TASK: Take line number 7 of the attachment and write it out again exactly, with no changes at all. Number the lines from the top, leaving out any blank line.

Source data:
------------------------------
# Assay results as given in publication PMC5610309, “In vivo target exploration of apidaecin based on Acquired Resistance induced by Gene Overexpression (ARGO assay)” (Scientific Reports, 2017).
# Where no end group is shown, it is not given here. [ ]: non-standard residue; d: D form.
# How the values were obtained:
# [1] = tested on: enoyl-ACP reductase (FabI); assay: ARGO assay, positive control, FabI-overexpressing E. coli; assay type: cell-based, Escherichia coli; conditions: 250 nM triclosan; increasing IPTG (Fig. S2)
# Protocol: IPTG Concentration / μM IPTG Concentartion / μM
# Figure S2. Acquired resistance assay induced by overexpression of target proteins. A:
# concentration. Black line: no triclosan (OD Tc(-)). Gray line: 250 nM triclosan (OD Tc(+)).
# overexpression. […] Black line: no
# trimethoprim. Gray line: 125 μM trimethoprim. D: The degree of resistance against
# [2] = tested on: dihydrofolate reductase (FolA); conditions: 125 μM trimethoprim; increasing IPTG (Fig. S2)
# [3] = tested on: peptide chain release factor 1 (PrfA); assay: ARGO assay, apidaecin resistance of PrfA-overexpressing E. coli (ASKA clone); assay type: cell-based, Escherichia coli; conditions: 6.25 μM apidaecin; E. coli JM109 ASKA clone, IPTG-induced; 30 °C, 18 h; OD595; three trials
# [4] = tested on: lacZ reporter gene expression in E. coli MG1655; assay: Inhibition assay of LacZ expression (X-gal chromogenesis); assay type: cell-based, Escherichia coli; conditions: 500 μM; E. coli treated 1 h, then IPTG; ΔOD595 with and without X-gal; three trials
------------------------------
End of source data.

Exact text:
# concentration. Black line: no triclosan (OD Tc(-)). Gray line: 250 nM triclosan (OD Tc(+)).